Sales of network equipment in this country will grow at a faster pace in the next five year than the rest of the information and communications market, says IDC Canada, boosted in part by the high Canadian dollar.
According to analyst Alex Pares, one reason sales are doing well this year is the dollar, which has been in and around parity with the U.S. buck for the past 12 months. “With the stronger Canadian dollar, buyers now have more purchase power,” he said Tuesday. “They are getting the same equipment for less money.”
In its latest five-year forecast, the research firm said that by the end of 2012, annual spending by carriers and enterprises will hit $2.86 billion, representing a compound annul growth rate of 6.8 per cent.
This year network equipment spending will grow 8 per cent over 2007. By comparison, spending on all IT hardware and software this year will grow 7.1 per cent over 2007.
Just under 60 per cent of spending in this category is done by enterprises of all sizes, while about 40 per cent is done by carriers and service providers.
“The intention to adopt networking equipment is very healthy across businesses of all sizes in Canada,” says the report.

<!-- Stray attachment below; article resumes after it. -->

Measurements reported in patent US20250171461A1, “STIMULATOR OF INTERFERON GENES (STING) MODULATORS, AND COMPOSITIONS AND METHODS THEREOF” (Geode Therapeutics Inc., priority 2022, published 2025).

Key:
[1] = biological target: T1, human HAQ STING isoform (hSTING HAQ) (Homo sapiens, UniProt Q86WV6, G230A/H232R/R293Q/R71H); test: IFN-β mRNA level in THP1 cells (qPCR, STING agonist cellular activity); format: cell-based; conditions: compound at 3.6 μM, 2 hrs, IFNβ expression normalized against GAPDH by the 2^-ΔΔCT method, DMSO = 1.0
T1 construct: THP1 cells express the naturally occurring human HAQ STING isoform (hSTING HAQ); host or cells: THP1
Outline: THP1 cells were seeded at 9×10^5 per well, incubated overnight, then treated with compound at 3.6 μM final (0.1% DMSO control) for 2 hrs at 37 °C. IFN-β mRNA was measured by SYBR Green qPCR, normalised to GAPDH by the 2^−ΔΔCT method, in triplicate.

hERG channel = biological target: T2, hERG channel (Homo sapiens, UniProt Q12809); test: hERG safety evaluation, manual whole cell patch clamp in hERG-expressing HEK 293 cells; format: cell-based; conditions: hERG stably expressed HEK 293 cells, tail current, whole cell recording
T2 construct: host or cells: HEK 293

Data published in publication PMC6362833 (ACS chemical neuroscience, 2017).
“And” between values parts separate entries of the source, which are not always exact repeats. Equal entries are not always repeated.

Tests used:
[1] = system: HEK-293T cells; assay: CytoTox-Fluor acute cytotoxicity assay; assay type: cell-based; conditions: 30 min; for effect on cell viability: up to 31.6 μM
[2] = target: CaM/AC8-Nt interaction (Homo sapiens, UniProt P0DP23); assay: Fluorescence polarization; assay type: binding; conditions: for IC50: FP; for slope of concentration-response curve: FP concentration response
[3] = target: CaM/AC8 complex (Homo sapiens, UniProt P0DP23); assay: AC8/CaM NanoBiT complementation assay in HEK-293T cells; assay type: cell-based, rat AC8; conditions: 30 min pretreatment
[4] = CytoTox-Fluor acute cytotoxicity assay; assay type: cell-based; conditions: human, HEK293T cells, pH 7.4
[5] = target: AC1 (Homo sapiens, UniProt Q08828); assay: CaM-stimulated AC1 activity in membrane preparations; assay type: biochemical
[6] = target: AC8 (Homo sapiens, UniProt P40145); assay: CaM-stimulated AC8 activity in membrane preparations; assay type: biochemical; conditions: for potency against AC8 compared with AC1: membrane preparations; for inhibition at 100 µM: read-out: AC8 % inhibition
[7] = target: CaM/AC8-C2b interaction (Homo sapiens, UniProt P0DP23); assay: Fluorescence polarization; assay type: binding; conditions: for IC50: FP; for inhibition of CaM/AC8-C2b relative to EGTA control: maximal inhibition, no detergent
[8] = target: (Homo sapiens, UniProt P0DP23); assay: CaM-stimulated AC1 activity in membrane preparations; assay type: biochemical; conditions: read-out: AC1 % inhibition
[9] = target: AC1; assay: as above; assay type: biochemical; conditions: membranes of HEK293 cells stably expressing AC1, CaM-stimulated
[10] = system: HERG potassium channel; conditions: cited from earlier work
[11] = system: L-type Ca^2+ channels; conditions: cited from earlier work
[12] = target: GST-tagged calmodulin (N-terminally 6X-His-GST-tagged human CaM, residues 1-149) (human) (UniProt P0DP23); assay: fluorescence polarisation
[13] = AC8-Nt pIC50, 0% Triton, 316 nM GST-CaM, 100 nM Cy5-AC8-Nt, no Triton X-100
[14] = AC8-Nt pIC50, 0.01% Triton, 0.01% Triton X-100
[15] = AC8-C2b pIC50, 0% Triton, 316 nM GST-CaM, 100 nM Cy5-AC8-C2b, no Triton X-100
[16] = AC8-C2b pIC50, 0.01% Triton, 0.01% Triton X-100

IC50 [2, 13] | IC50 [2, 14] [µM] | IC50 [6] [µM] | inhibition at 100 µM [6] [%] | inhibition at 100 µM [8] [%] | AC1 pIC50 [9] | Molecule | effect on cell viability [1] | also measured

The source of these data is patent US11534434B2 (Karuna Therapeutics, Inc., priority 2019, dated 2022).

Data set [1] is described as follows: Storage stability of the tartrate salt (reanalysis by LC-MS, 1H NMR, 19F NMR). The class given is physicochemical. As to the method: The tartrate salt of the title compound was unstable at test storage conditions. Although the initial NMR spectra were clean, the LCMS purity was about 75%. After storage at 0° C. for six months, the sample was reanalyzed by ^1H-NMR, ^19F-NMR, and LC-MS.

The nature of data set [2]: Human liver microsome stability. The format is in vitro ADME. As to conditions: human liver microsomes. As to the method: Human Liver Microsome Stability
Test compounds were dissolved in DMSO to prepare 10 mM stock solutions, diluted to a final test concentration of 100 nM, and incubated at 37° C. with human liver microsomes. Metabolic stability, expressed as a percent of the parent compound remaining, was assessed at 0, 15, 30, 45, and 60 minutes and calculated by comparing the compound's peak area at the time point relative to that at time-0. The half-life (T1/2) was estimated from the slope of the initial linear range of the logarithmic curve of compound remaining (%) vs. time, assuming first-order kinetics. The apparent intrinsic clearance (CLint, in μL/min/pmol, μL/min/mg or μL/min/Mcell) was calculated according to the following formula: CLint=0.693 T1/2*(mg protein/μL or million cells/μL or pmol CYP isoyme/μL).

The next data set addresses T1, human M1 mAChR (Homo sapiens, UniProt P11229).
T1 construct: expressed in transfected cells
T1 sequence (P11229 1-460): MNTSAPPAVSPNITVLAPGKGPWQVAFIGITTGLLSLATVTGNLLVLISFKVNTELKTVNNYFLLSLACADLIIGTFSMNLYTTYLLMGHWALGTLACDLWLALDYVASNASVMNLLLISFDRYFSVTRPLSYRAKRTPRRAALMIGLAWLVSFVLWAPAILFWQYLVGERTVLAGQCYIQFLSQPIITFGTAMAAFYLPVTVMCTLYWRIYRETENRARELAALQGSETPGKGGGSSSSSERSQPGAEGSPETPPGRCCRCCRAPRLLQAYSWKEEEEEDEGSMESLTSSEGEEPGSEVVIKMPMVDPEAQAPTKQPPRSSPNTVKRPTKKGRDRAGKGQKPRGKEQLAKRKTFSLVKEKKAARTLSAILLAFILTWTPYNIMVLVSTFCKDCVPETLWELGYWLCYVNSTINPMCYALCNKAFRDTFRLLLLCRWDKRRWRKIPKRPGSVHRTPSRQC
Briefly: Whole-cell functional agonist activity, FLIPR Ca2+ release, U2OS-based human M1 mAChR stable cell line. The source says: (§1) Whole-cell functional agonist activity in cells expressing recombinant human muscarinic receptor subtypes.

The fastest growing segment over the next five years will be wireless LAN gear, IDC Canada believes, driven by the expected soaring demand for mobile devices and services as well as unified communications.
The research company does not see sales of WiFi gear leaping when the 802.11n standard is finalized, which is expected in 2009, although a number of companies have draft “n” products on the market now. For most companies the slower “g” standard will be enough, Pares said.
The study also looked at the priorities of corporate buyers, which it found roughly varied by size. Companies with more than 500 employees said switching and WLAN gear were their top priorities, with security their lowest concern. Organizations with between 100 and 500 workers ranked switches and IP telephony routers as their top spending priorities, with routing and security lowest. Finally, firms with less than 100 employees said spending on routers was their top priority, and IP telephony their least concern.